It is a popular theme in news reporting that there has been a sharp decline in the labor share of income over the last four decades, and that this is a big part of the story of wage stagnation. The data don't quite agree.

Part of the confusion is that people often look at the labor share of GDP, a measure which includes depreciation of capital equipment. Since the depreciation share of GDP (the amount of spending needed to replace worn out or obsolete capital) has risen, that would definitionally lead to a fall in the labor share, even if there was no change in the split between labor and capital.

However, even looking at GDP, the loss of labor share would not explain much of the wage stagnation for typical workers over the last four decades. The labor share of GDP fell 2.6 percentage points over this period. This implies that wages would have been 4.8 percent higher in 2019 if the wage share had remained constant over this period. That's not trivial, it means someone earning $20 an hour today would instead be getting $20.96 in a constant shares world, but it is not most of the story of wage stagnation.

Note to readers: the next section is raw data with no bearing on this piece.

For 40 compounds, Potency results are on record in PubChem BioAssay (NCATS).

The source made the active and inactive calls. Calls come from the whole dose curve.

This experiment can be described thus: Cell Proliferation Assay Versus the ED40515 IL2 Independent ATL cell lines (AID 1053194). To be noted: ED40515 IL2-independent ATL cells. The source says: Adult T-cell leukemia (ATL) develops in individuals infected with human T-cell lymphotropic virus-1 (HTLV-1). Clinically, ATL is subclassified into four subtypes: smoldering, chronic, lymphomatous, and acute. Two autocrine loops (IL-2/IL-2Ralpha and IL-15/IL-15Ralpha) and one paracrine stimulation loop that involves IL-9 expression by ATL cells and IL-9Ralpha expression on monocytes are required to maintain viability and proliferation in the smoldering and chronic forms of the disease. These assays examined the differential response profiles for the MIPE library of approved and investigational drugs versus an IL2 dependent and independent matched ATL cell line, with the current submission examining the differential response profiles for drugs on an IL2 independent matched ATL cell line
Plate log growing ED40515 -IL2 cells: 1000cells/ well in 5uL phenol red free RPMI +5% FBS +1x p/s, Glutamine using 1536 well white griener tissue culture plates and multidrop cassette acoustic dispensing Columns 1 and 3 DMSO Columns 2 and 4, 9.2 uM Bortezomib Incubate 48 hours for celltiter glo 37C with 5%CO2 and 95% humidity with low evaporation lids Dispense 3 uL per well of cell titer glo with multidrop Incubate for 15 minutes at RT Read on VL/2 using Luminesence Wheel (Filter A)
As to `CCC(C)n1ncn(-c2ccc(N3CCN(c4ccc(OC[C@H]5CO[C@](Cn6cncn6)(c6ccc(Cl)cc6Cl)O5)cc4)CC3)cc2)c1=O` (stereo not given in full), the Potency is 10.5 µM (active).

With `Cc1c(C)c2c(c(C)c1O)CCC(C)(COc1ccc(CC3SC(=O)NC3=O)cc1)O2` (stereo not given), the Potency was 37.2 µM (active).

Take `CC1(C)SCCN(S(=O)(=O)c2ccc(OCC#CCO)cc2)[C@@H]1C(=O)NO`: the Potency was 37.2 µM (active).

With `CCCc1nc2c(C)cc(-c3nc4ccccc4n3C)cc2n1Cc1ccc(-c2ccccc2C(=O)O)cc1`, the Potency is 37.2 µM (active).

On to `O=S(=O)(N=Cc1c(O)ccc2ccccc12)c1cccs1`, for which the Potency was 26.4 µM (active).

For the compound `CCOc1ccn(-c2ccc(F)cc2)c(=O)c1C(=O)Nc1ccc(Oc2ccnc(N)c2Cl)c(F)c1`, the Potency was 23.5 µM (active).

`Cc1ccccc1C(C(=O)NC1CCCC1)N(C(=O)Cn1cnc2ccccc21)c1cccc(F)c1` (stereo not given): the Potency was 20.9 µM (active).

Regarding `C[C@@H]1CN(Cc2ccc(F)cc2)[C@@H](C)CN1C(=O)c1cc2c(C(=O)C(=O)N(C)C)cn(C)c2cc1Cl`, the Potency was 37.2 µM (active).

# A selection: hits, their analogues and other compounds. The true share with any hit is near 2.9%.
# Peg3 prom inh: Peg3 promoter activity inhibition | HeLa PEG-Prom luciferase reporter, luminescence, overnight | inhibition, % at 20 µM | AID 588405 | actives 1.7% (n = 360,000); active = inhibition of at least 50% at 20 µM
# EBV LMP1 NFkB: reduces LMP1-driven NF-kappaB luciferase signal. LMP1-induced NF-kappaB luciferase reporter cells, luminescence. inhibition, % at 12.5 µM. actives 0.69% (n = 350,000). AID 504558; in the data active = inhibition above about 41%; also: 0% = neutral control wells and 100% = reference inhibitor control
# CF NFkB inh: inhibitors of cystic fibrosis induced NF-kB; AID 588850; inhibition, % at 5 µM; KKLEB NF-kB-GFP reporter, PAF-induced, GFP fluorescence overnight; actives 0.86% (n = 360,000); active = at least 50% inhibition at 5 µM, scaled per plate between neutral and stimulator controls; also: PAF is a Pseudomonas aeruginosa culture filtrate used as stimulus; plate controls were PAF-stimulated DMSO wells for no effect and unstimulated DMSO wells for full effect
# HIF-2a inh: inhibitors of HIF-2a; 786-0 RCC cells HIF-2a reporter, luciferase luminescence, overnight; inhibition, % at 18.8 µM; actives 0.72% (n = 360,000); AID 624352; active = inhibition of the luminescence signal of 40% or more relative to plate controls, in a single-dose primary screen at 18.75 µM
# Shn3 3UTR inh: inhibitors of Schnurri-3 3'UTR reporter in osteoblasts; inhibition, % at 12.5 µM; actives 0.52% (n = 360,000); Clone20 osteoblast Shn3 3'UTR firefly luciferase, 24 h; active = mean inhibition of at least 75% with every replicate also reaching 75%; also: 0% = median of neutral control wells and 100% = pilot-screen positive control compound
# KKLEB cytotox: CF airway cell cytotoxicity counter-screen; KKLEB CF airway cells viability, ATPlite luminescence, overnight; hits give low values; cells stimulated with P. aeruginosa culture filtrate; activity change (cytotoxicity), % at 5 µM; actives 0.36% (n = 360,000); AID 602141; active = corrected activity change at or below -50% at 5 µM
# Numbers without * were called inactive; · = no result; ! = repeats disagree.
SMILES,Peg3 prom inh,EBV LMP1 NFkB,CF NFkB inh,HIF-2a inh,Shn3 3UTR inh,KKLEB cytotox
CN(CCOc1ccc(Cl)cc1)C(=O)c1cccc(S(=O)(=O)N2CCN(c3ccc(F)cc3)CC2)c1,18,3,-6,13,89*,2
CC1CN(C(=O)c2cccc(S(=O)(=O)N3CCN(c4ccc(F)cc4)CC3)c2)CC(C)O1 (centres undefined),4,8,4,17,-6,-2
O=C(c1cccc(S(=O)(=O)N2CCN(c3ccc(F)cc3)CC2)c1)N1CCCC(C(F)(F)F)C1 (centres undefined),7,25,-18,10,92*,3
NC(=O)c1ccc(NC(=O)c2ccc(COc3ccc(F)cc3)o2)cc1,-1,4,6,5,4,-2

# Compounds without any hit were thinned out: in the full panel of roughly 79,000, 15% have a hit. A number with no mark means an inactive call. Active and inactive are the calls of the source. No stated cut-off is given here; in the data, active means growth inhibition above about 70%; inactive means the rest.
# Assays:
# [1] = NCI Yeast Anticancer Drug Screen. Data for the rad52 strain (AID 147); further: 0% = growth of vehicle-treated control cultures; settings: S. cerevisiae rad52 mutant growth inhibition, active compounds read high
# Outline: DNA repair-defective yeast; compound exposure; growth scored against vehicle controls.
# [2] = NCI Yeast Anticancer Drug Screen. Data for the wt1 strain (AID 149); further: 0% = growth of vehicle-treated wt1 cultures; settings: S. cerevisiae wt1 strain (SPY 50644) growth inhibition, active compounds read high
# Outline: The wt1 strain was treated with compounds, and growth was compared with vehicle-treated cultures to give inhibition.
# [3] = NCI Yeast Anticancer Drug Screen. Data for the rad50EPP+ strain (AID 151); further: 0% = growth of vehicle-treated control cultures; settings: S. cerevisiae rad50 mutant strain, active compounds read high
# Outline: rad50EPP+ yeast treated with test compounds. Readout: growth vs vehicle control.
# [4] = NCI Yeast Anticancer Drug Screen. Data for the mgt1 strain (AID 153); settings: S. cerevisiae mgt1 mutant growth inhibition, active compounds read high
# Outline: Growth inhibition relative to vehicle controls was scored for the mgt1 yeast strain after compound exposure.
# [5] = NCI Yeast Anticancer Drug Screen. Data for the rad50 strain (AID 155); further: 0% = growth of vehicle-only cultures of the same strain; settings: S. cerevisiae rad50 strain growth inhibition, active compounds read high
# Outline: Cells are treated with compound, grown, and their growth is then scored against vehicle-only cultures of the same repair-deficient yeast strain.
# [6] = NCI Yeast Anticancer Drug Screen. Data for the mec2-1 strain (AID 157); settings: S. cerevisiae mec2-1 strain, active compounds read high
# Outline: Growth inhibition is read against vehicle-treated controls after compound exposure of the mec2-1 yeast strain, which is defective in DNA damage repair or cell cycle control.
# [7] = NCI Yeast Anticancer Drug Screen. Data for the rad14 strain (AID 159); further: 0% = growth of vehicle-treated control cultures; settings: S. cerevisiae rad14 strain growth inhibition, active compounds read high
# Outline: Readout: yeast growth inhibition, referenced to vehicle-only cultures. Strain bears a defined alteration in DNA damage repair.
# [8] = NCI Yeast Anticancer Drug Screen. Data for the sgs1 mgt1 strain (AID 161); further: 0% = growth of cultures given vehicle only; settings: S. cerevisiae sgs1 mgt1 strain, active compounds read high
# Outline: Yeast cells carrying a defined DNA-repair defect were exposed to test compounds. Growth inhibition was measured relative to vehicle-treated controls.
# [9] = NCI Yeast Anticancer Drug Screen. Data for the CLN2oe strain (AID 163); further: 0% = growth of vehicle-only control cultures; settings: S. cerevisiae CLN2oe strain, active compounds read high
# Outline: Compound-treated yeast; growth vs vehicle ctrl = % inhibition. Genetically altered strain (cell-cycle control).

But if we want to be more accurate and pull out the impact of rising depreciation, the labor share has only fallen by 1.6 percentage points over this forty year period. That would imply wages would be 2.5 percent higher in a constant share world. That translates into a wage of $20.50 an hour for the worker now earning $20.00 an hour.

It is also worth noting that all of the fall in the labor share has occurred in this century. In fact, I would say that it is really a Great Recession story, where the loss in shares is overwhelmingly the result of the weak labor market in the years 2008-2012. In the last few years, the labor share has been rising as the labor market tightens.

It is true that the data show a drop in shares prior to the Great Recession, but it is important to remember that these were the housing bubble years. During this period banks and other financial institutions were booking enormous profits on loans that subsequently went bad, leading to hundreds of billions in losses in the years 2008-2010. In other words, much of the profits booked in these years were not real profits. If we corrected for the tidal wave of bad loans, it is not clear that there would be much left of the rise in profit shares in the years 2002-2007.

In any case, it is clear that the vast majority of the upward redistribution was within the wage distribution, with pay that used to go to ordinary workers instead going to CEOs and other top executives, Wall Street financial types, and highly paid professionals (e.g. doctors, dentists, and lawyers). If we want to reverse this upward redistribution, the first step is to be clear on who got the money.

This doesn't mean that we have not had failures in anti-trust policy, especially in areas like cell phones and Internet and cable service, but this is not the major cause of the upward redistribution of the last four decades.